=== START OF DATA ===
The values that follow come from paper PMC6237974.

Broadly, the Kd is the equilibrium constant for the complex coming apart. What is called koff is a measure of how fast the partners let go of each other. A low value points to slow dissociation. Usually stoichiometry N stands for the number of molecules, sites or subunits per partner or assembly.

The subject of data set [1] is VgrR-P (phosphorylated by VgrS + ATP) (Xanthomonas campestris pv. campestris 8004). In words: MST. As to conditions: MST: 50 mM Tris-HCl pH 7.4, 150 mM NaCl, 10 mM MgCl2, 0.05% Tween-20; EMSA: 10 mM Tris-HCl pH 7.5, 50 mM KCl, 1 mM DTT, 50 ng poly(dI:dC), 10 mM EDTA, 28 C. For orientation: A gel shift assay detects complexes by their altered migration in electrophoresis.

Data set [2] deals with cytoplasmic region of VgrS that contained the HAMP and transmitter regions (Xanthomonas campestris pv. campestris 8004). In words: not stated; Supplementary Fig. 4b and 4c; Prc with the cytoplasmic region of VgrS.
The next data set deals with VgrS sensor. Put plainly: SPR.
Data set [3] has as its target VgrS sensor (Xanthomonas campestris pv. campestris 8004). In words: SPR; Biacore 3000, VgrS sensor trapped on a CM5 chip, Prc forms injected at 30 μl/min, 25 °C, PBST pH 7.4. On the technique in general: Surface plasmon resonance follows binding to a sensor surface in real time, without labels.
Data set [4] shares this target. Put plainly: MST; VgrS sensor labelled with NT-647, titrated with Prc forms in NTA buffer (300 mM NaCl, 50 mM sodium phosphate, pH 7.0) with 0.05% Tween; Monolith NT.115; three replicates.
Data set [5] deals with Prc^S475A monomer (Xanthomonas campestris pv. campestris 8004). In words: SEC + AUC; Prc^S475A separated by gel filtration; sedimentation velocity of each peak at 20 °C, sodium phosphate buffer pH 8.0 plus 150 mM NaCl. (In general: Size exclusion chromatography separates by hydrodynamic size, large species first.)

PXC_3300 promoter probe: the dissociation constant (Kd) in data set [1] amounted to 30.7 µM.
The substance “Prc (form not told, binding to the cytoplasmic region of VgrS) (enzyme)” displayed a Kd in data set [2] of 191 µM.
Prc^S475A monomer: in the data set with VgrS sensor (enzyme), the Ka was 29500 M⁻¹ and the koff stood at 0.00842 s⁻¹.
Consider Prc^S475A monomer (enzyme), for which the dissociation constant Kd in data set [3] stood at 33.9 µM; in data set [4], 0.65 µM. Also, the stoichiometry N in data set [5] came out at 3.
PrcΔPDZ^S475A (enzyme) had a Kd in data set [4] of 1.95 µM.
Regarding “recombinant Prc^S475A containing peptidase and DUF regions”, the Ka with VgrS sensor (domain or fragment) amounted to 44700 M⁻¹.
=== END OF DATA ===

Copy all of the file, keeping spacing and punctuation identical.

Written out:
The values that follow come from paper PMC6237974.

Broadly, the Kd is the equilibrium constant for the complex coming apart. What is called koff is a measure of how fast the partners let go of each other. A low value points to slow dissociation. Usually stoichiometry N stands for the number of molecules, sites or subunits per partner or assembly.

The subject of data set [1] is VgrR-P (phosphorylated by VgrS + ATP) (Xanthomonas campestris pv. campestris 8004). In words: MST. As to conditions: MST: 50 mM Tris-HCl pH 7.4, 150 mM NaCl, 10 mM MgCl2, 0.05% Tween-20; EMSA: 10 mM Tris-HCl pH 7.5, 50 mM KCl, 1 mM DTT, 50 ng poly(dI:dC), 10 mM EDTA, 28 C. For orientation: A gel shift assay detects complexes by their altered migration in electrophoresis.

Data set [2] deals with cytoplasmic region of VgrS that contained the HAMP and transmitter regions (Xanthomonas campestris pv. campestris 8004). In words: not stated; Supplementary Fig. 4b and 4c; Prc with the cytoplasmic region of VgrS.
The next data set deals with VgrS sensor. Put plainly: SPR.
Data set [3] has as its target VgrS sensor (Xanthomonas campestris pv. campestris 8004). In words: SPR; Biacore 3000, VgrS sensor trapped on a CM5 chip, Prc forms injected at 30 μl/min, 25 °C, PBST pH 7.4. On the technique in general: Surface plasmon resonance follows binding to a sensor surface in real time, without labels.
Data set [4] shares this target. Put plainly: MST; VgrS sensor labelled with NT-647, titrated with Prc forms in NTA buffer (300 mM NaCl, 50 mM sodium phosphate, pH 7.0) with 0.05% Tween; Monolith NT.115; three replicates.
Data set [5] deals with Prc^S475A monomer (Xanthomonas campestris pv. campestris 8004). In words: SEC + AUC; Prc^S475A separated by gel filtration; sedimentation velocity of each peak at 20 °C, sodium phosphate buffer pH 8.0 plus 150 mM NaCl. (In general: Size exclusion chromatography separates by hydrodynamic size, large species first.)

PXC_3300 promoter probe: the dissociation constant (Kd) in data set [1] amounted to 30.7 µM.
The substance “Prc (form not told, binding to the cytoplasmic region of VgrS) (enzyme)” displayed a Kd in data set [2] of 191 µM.
Prc^S475A monomer: in the data set with VgrS sensor (enzyme), the Ka was 29500 M⁻¹ and the koff stood at 0.00842 s⁻¹.
Consider Prc^S475A monomer (enzyme), for which the dissociation constant Kd in data set [3] stood at 33.9 µM; in data set [4], 0.65 µM. Also, the stoichiometry N in data set [5] came out at 3.
PrcΔPDZ^S475A (enzyme) had a Kd in data set [4] of 1.95 µM.
Regarding “recombinant Prc^S475A containing peptidase and DUF regions”, the Ka with VgrS sensor (domain or fragment) amounted to 44700 M⁻¹.